She starts with looking at ‘miracle cures’ – ones that occur suddenly – like in places such as Lourdes and examines the placebo affect. She has pulled together a bunch of studies (fMRIs, etc.) done on people (Buddhist monks, Franciscan nuns) doing meditation. She says that these studies (these are not new) all prove that “profound changes do occur in the brain during meditation and prayer—changes that create a unique state of mind different from wakefulness or sleep. It is a state that involves the parts of the brain that cause us to seek reward and feel joy when we achieve it. The pursuit of reward is even more powerfully felt than the achievement of it. In this pursuit, one must have an inkling of the possible reward that lies ahead. This inkling can be called hope, it can be called belief, or it can, in the most stripped-down scientific sense, be called expectation.”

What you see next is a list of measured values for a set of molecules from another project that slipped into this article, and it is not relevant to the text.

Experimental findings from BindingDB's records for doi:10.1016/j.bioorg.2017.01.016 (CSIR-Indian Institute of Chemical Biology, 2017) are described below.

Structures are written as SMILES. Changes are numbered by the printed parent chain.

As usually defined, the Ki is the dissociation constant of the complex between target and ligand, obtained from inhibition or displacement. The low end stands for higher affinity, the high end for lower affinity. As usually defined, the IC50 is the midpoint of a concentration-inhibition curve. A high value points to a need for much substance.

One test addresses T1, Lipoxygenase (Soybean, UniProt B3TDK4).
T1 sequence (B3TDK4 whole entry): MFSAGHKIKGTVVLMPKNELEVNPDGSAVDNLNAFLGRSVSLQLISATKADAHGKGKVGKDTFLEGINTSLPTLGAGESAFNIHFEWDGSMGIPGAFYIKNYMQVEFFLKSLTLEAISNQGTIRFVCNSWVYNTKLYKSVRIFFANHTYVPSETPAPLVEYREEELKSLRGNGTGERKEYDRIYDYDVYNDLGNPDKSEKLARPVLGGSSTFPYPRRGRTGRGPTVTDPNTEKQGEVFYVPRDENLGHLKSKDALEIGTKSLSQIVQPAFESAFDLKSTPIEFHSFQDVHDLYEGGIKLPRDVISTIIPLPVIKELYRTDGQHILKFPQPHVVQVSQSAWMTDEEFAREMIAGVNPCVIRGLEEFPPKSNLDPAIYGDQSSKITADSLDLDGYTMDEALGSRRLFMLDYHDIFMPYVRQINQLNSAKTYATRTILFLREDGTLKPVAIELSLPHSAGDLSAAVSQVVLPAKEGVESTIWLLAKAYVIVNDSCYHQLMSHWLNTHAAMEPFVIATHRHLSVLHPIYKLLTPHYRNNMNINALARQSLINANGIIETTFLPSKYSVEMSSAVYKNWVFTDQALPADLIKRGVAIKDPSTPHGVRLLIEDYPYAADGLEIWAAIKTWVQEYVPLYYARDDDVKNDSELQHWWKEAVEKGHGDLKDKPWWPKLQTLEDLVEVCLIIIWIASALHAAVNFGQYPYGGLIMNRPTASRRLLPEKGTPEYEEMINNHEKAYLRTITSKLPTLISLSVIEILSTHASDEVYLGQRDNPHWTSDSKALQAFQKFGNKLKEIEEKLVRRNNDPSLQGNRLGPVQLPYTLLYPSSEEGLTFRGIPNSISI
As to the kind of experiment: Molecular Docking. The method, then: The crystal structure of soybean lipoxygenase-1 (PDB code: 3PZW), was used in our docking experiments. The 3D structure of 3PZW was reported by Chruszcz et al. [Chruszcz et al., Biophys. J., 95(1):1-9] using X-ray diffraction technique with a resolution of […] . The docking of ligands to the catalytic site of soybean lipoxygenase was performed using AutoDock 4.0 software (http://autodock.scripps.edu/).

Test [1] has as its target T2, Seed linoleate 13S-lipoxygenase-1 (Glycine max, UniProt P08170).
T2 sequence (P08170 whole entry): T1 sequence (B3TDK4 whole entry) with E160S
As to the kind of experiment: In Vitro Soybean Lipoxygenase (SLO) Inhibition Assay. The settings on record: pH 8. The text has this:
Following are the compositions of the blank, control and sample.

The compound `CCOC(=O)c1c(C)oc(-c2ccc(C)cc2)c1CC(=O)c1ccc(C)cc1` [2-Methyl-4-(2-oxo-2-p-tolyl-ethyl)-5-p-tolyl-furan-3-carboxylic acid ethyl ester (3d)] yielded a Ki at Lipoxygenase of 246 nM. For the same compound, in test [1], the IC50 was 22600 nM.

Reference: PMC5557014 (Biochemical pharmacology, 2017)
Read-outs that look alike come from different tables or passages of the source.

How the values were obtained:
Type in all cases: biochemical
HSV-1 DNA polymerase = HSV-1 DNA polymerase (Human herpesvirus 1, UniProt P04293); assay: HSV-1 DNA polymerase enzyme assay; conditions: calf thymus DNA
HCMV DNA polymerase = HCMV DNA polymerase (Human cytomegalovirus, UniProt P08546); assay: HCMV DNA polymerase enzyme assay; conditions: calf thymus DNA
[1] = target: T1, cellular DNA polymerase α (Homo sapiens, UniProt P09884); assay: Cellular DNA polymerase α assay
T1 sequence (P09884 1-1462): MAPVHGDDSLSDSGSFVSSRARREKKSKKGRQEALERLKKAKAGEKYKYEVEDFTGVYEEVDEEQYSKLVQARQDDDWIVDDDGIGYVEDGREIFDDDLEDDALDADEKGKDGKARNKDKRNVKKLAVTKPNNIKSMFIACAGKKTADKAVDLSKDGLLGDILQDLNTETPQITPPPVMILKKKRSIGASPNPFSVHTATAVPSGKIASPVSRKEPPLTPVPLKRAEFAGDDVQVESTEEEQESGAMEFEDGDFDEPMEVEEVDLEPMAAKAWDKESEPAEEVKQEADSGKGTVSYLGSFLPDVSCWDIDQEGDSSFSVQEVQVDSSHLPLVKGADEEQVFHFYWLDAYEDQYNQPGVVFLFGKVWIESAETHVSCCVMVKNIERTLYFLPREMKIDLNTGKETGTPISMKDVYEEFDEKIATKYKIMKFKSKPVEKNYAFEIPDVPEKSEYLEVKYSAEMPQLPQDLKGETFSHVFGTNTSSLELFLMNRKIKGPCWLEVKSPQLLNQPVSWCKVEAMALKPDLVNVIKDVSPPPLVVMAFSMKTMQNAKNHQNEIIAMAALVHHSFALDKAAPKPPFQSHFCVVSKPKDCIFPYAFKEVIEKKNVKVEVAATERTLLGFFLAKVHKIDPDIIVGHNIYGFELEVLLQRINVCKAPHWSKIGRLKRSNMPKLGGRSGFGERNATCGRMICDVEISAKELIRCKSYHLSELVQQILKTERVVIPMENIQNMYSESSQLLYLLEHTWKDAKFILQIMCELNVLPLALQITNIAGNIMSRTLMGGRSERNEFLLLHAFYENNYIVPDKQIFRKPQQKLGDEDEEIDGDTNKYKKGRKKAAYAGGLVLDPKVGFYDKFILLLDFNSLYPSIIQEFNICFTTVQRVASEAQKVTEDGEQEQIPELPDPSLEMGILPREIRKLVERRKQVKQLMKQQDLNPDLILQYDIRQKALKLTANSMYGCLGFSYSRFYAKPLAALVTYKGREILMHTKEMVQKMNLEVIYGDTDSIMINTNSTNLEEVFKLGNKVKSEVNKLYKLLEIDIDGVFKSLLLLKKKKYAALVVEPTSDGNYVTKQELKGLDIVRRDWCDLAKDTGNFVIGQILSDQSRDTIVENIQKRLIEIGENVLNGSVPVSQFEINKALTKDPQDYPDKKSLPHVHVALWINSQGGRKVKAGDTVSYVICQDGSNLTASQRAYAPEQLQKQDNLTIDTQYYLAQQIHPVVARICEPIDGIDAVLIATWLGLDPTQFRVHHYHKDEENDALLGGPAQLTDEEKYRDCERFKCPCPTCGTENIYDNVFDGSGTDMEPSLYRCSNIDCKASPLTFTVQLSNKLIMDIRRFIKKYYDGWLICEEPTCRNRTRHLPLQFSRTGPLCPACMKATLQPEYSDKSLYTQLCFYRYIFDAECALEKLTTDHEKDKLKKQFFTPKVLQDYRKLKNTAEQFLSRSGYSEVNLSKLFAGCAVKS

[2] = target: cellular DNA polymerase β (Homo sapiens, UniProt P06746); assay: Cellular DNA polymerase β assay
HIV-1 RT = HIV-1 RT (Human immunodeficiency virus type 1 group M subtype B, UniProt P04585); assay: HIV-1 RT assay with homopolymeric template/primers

I interpret that to mean (if true) that a hopeful path/journey can feel better than the actual achievement.

    Then in an attempt to identify what that process might be in the brain, she takes a look at other studies done with pain killers and placebos. It’s interesting stuff. Studies have shown that “the placebo effect has a biological basis that is at least in part due to the brain’s own opiate-like molecules.” (hormones like dopamine) “Expectation plays a very important role in the placebo effect.” Expectations can cause the release of nerve chemicals with then alter nerve-cell activity. Some people respond in this way to expectations more then others.